The workshop will begin with the general concept of a Tuscan landscape and will then focus on the care of fruiting olive trees, specifically Tuscan cultivars as they are similar to our California Mission olive tree. We'll discuss irrigation techniques, fruit fly management, harvest procedures, and the techniques used for processing olives for extra virgin olive oil.
Join the Master Gardeners and a local olive grower for “Under the Tuscan Sun” on Saturday, September 20, 2014 from 10:00 a.m. to 12:00 am. We'll meet under the shaded pergola in the Garden of the Seven Sisters, 2156 Sierra Way, San Luis Obispo. Seats fill up quickly so come early for a good seat! No pets please; service animals only. The garden will remain open to the public following the event from noon to 2:00 pm.
Please, Fence Me in
By Andrea Peck
I restore myself when I am alone…
They say a fence makes for a better neighbor.
Of course. We all know this. What if we were all fenceless, our homes adjoining with a useless strip of dried grass to separate us? Those of the hippy generation regarded walls as hostile barriers. But, the 2014 mode of operation is as distinct from commune-style living as a brownie is from 100% organic beef. Our lives, so open to others via social media and so accessible through cellphones, make us jumpy as a generation. We need our privacy.
The weird part is that when confronted with a lack of privacy, most of us lack the vital social skills required to respond appropriately.
Let's just say (for example) you walk into your backyard and you see your neighbor. You discover that he is having a festive conversation that involves firing an incalcitrant employee. Without a fence, you eyeball each other. This is not a straight on look – it's more of an ‘oops' sideways glance.
Pretend you are a slip of laundry hanging on the line?
Stymied, you continue wandering, coffee in hand, dressed to the nines in bleach stained pajamas and oversized holey socks. You survey the landscape and protest under your breath as the phone call ends and you are faced with the other. Your garden peace suddenly goes out of focus.
Without a barrier, you are defenseless. Social mores dictate that you are now required, though you may be lacking undergarments, to have a conversation.
Why? Why did you not put up a fence?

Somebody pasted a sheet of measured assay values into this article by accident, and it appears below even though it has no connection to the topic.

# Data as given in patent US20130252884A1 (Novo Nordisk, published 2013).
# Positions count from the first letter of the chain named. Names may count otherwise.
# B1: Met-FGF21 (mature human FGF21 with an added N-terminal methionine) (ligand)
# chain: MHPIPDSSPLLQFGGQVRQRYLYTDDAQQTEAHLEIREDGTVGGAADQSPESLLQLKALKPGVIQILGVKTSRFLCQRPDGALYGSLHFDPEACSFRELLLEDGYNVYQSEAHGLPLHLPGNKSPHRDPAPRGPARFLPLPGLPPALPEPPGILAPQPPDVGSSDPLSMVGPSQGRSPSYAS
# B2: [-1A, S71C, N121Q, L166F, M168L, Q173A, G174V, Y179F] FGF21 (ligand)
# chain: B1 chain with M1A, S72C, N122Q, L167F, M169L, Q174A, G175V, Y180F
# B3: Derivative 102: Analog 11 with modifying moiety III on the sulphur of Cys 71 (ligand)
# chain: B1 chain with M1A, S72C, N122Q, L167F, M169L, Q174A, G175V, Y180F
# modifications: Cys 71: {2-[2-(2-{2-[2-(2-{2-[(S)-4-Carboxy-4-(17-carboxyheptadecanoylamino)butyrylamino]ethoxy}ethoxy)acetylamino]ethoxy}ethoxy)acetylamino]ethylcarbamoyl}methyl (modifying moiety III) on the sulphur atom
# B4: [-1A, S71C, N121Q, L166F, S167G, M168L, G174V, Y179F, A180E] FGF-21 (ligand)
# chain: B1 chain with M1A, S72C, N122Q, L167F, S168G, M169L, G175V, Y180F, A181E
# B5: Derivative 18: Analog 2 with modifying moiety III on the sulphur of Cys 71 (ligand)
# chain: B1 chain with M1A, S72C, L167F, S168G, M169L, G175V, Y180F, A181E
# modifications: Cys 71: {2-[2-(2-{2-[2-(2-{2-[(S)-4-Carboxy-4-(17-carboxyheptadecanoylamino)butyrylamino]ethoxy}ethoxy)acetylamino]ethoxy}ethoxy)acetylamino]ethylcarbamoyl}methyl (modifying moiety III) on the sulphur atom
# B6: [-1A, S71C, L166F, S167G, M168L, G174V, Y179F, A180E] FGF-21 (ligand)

We need boundaries. We need doors. Walls. Marks in the sand. Some of us need this quiet more than others. I would jump to the conclusion that many gardeners love the solitude of nature. The silent sound of leaves exhaling.
And what do you do when there is a hole, large and gaping, in this Nirvana that you have created? What if your leaves are simply providing the oxygen that fuels a conversation that you are neither prepared nor dressed appropriately for?
A fence divides, but shrubbery is horticulturally versed in sound and sight prevention. Tow the line, says a fence. But a nice plant that grows large and lush fills a space – covers that line until you forgot it was there. A fitting plant has been trained in that which you have not – blind assertiveness. It does not apologize for taking up that space, nor will it. It is simply there, existing, and if you are lucky, it will contain you in its cover.
There are many privacy plants that serve a variety of purposes. Cactus (such as buckthorn cholla (Opuntia acanthocarpa) is the pit bull of all borders. It sends a loud message and it can be physical if provoked. There are other thorny bushes (such as the Wintergreen barberry (Berberis julianae) that will take you outside if you try to disturb the peace. Other, less jolting plants run the gamut from pretty to drought tolerant or fast growing. Below is a small list of largish plants that may make your home more hospitable. Once you've had your peace, you may just get lonely enough to invite someone over.